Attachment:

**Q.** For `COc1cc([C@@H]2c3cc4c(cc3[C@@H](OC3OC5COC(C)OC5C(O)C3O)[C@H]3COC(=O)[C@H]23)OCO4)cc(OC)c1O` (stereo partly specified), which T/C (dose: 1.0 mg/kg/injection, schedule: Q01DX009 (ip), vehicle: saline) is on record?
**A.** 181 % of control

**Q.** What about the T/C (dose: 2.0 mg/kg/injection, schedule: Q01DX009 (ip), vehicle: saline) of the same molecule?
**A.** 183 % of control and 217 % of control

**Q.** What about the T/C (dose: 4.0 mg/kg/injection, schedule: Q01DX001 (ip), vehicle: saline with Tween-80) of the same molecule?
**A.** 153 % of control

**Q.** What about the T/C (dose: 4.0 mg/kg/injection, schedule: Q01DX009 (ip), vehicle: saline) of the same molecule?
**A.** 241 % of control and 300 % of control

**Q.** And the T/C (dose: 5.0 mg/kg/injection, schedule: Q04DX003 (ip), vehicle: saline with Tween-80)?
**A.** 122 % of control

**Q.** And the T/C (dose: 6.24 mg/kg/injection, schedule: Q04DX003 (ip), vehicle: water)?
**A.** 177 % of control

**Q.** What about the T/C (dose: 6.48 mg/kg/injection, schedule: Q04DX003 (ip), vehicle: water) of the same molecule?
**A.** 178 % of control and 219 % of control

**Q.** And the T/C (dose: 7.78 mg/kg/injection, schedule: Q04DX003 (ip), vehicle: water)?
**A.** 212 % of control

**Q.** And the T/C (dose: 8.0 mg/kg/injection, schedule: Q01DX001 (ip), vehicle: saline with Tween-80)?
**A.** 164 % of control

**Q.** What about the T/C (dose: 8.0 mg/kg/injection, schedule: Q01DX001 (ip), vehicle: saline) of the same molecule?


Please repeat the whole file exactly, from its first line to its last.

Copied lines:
**Q.** For `COc1cc([C@@H]2c3cc4c(cc3[C@@H](OC3OC5COC(C)OC5C(O)C3O)[C@H]3COC(=O)[C@H]23)OCO4)cc(OC)c1O` (stereo partly specified), which T/C (dose: 1.0 mg/kg/injection, schedule: Q01DX009 (ip), vehicle: saline) is on record?
**A.** 181 % of control

**Q.** What about the T/C (dose: 2.0 mg/kg/injection, schedule: Q01DX009 (ip), vehicle: saline) of the same molecule?
**A.** 183 % of control and 217 % of control

**Q.** What about the T/C (dose: 4.0 mg/kg/injection, schedule: Q01DX001 (ip), vehicle: saline with Tween-80) of the same molecule?
**A.** 153 % of control

**Q.** What about the T/C (dose: 4.0 mg/kg/injection, schedule: Q01DX009 (ip), vehicle: saline) of the same molecule?
**A.** 241 % of control and 300 % of control

**Q.** And the T/C (dose: 5.0 mg/kg/injection, schedule: Q04DX003 (ip), vehicle: saline with Tween-80)?
**A.** 122 % of control

**Q.** And the T/C (dose: 6.24 mg/kg/injection, schedule: Q04DX003 (ip), vehicle: water)?
**A.** 177 % of control

**Q.** What about the T/C (dose: 6.48 mg/kg/injection, schedule: Q04DX003 (ip), vehicle: water) of the same molecule?
**A.** 178 % of control and 219 % of control

**Q.** And the T/C (dose: 7.78 mg/kg/injection, schedule: Q04DX003 (ip), vehicle: water)?
**A.** 212 % of control

**Q.** And the T/C (dose: 8.0 mg/kg/injection, schedule: Q01DX001 (ip), vehicle: saline with Tween-80)?
**A.** 164 % of control

**Q.** What about the T/C (dose: 8.0 mg/kg/injection, schedule: Q01DX001 (ip), vehicle: saline) of the same molecule?